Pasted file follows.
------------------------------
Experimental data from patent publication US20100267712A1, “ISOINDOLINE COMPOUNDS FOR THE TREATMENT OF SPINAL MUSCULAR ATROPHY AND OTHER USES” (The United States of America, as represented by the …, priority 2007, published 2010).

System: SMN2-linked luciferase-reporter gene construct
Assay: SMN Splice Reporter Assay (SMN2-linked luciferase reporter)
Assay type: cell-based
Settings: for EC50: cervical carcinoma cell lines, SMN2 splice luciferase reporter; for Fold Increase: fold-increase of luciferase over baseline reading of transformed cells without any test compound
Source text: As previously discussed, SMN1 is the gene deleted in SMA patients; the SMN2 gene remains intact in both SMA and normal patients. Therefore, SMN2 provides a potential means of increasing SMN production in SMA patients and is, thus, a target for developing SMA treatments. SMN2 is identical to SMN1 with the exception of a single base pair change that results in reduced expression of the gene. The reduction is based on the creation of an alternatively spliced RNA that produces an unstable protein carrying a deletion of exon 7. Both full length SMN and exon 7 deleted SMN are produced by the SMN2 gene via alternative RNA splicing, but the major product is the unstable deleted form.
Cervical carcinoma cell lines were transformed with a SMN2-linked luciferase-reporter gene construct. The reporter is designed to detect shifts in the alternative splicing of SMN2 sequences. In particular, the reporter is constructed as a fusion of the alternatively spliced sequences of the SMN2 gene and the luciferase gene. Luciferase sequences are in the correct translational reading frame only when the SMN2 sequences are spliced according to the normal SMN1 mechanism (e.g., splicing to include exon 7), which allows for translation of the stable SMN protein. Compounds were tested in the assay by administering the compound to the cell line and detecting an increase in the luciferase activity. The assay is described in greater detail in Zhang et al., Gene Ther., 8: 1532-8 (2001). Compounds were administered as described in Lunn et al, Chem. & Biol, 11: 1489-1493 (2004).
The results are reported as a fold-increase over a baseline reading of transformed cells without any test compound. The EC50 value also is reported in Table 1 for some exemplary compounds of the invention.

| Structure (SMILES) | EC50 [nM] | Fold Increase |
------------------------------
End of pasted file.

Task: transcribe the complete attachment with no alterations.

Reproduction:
Experimental data from patent publication US20100267712A1, “ISOINDOLINE COMPOUNDS FOR THE TREATMENT OF SPINAL MUSCULAR ATROPHY AND OTHER USES” (The United States of America, as represented by the …, priority 2007, published 2010).

System: SMN2-linked luciferase-reporter gene construct
Assay: SMN Splice Reporter Assay (SMN2-linked luciferase reporter)
Assay type: cell-based
Settings: for EC50: cervical carcinoma cell lines, SMN2 splice luciferase reporter; for Fold Increase: fold-increase of luciferase over baseline reading of transformed cells without any test compound
Source text: As previously discussed, SMN1 is the gene deleted in SMA patients; the SMN2 gene remains intact in both SMA and normal patients. Therefore, SMN2 provides a potential means of increasing SMN production in SMA patients and is, thus, a target for developing SMA treatments. SMN2 is identical to SMN1 with the exception of a single base pair change that results in reduced expression of the gene. The reduction is based on the creation of an alternatively spliced RNA that produces an unstable protein carrying a deletion of exon 7. Both full length SMN and exon 7 deleted SMN are produced by the SMN2 gene via alternative RNA splicing, but the major product is the unstable deleted form.
Cervical carcinoma cell lines were transformed with a SMN2-linked luciferase-reporter gene construct. The reporter is designed to detect shifts in the alternative splicing of SMN2 sequences. In particular, the reporter is constructed as a fusion of the alternatively spliced sequences of the SMN2 gene and the luciferase gene. Luciferase sequences are in the correct translational reading frame only when the SMN2 sequences are spliced according to the normal SMN1 mechanism (e.g., splicing to include exon 7), which allows for translation of the stable SMN protein. Compounds were tested in the assay by administering the compound to the cell line and detecting an increase in the luciferase activity. The assay is described in greater detail in Zhang et al., Gene Ther., 8: 1532-8 (2001). Compounds were administered as described in Lunn et al, Chem. & Biol, 11: 1489-1493 (2004).
The results are reported as a fold-increase over a baseline reading of transformed cells without any test compound. The EC50 value also is reported in Table 1 for some exemplary compounds of the invention.

| Structure (SMILES) | EC50 [nM] | Fold Increase |